Diabetes Evolutions: The insulin syringe
I remember the oranges. They were round and firm, with a bright color that suggested dye. I would take the insulin syringe, pull back the plunger and stab it into the orange. That, the doctors assured me, would prepare me for injecting myself with insulin.
No matter how many times I injected that orange, I never actually felt the needle. It was a hot bunch of nonsense. The needle was a tangible contraption, made mostly of plastic and air with a tiny bit of wire attached to the tip. The orange was tangible too, held in my hand, awaiting the injection. But the painful feeling of needle entering flash – that wasn’t real. Not then.
It would take me years before I was comfortable injecting myself.
That has to be my biggest diabetes admission: I didn’t really inject myself on my own for at least the first two or three years. Given that I was diagnosed at age 8, that meant my mom did most of my injections for those early years.
She learned. She knew how to slide the needle in quickly and efficiently, all the better to make sure any pain was short and not sustained. Being a parent myself now, I can’t imagine how she learned to do so.
Today and over the next several weeks, I’m going to be digging through my memories of diabetic supplies and treatment, past and present. This week I’m tackling insulin needles and delivery systems. They might not have changed as much as other technology, but I’ve still seen notable changes.
But back to my own learning.
I couldn’t hope to inject myself as quickly as my mother did. At least at first, I would inject myself slowly – working the needle in and making sure it wasn’t going to hit any painful nerves. It was agonizing to watch – but at last I grew more comfortable.
In later years, I would gradually pick up speed, until today, when I can make a fairly decent approximation of my mother’s needle skills.
Now, of course, I usually employ an insulin pump for delivery instead. That replaces the multiple daily jabs with a single big insertion, every three to four days. I would like to think it’s better – but I’m not quite sure. The insertion of a insulin pump cannula is quite the production. Whether it’s with an all-in-one system such as the Omnipod, or the simple inserter for the Medtronic system I currently use, there are multiple steps — preparing adhesive, priming the tube and a myriad of other preparatory activities.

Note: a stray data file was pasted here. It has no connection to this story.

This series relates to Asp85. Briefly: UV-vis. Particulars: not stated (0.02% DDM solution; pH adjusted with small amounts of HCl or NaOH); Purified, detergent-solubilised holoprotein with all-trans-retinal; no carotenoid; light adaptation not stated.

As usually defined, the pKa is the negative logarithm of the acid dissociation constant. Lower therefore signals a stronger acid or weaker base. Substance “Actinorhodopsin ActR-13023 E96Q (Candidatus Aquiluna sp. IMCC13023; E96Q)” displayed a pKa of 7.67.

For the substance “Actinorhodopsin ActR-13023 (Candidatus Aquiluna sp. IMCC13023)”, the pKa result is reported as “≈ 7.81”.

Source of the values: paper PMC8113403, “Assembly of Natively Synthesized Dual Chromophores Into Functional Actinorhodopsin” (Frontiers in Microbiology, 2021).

Then it plunges in. No longer controlled by me or a family member, but by a spring-loaded mechanism. And no matter the years I’ve spent feeding insulin into my body, no matter how used to the entire process I am, it can still hurt like hell.
No advances have managed to change that, unfortunately. There’s no way to avoid the fact that insulin has to make its way into my body somehow, course through my veins and control my blood sugar levels. That little stabbing pain is a reminder that diabetes remains, no matter how technically advanced, no matter how controlled.
That orange didn’t tell me the truth.
0 thoughts on “Diabetes Evolutions: The insulin syringe”
Everything you said is oh-so-true! The thing the orange being savagely poked by my Mom did for me….. was to convince me to pick up the syringe myself and NOT LET HER get close to it! I think it was her snicker and the grin on her face as she jabbed the needle into the orange. Maybe I was slow (equally as slow as you, I think) for many, many years, but at least she wasn’t getting that “joy” of jabbing a needle into my arm (or leg or butt or whatever).
My poor Mom, I don’t know how mine did it either! 55+ years later and I’m still here with all my body parts intact, thanks to her.
I cam remember when I took Hygiene in high school they were discussing different chronic diseases and one of them was diabetes. They did show us an orange being used to show how an insulin injection is performed. At the time I wasn’t a diabetic. Now looking back on that video, I can say it really didn’t have any correlation with what we as diabetics go through and feel each time we have to inject insulin into our bodies. It was too generalized as I look back!